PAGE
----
Stands may be established by use of seed, sprigs, or plugs planted during mid-spring to mid-summer followed by frequent applications of fertilizer and water. Early planting is most important in areas of marginal adaptability.
Beds for seeding or planting should be firm, smooth, and free of weed seed. For turf plantings, absolute smoothness is necessary for close mowing following establishment. Seed, sprigs, or plugs should be placed into moist soil.
For pasture or hay, drill 3 pounds pure live seed per acre at 1/2 inch depth or less. For turf, use 10 pounds of seed per acre. Higher seeding rates are advisable if seed must be broadcast. If using sprigs, broadcast by hand or with hydro-equipment. Punching and irrigation, if needed, must be done immediately following spreading to keep the sprigs from drying out. Surface soil moisture must be kept high while roots and shoots develop at the sprig nodes.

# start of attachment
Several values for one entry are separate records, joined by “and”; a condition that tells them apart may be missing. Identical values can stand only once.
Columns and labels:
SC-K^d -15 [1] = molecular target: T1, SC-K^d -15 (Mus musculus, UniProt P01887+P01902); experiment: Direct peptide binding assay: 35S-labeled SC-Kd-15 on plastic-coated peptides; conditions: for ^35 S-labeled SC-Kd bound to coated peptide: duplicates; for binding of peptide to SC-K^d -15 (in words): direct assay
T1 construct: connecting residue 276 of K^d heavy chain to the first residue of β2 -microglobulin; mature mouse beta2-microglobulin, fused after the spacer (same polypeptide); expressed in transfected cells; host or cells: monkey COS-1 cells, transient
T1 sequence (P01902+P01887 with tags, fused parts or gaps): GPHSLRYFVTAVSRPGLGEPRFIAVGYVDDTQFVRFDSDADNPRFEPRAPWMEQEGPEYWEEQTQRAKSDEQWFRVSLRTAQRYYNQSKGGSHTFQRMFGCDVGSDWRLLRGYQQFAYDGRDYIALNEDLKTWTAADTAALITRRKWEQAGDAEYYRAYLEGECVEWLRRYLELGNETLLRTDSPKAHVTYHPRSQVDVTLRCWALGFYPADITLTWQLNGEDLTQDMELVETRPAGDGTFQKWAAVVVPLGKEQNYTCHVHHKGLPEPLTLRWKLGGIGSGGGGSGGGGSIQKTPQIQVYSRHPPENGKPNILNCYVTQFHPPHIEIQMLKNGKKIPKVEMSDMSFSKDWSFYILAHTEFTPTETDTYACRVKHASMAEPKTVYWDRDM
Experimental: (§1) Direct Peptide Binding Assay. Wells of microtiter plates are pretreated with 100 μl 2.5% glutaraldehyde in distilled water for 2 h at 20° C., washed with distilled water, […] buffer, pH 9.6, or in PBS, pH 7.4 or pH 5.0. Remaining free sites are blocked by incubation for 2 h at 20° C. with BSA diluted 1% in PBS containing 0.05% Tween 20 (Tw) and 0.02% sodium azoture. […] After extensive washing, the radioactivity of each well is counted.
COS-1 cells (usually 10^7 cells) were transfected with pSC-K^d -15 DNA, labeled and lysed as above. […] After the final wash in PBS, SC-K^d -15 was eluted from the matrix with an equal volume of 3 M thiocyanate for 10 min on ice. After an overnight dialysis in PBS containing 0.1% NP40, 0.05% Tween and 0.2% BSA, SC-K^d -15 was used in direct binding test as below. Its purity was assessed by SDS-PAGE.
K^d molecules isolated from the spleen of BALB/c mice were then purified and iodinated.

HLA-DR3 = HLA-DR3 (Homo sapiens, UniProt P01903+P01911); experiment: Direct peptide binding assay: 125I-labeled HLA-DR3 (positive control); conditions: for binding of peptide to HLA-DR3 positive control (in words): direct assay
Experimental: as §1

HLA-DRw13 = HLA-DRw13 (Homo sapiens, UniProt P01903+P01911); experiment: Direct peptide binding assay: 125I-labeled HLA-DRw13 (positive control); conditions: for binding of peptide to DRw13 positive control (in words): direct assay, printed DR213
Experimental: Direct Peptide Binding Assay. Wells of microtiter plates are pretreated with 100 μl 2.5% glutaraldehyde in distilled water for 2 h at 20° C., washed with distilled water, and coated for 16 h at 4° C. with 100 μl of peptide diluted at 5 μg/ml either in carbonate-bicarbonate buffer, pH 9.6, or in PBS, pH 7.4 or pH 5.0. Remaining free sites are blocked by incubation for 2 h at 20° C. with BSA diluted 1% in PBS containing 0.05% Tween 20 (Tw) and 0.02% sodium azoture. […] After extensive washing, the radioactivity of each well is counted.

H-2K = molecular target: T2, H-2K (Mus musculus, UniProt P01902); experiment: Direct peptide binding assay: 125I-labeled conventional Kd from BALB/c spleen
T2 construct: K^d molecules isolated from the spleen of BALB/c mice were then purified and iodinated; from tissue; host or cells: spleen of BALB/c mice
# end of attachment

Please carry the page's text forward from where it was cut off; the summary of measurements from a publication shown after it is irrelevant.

Fifteen bushels of sprigs per acre disk punched or covered with 1-1/2 inches of soil followed by irrigation as needed ordinarily gives fully established stands in one growing season. On saline soils planting in the side of furrows is desirable so salts will accumulate on the ridges above grass rows.
Use of sod rolls or plugs cut from sod is often a preferred method of establishing turf-type Bermuda on critical sites. Plugs of 3 inch diameter planted on 15 to 18 inch centers will ordinarily establish complete cover in 1 growing season with adequate fertilizer, moisture and half-day to full sun. Complete sodding is preferred for very critical areas or where immediate foot traffic is contemplated. Care immediately following planting is less critical on plantings of sod or plugs than turf-type sprigs.
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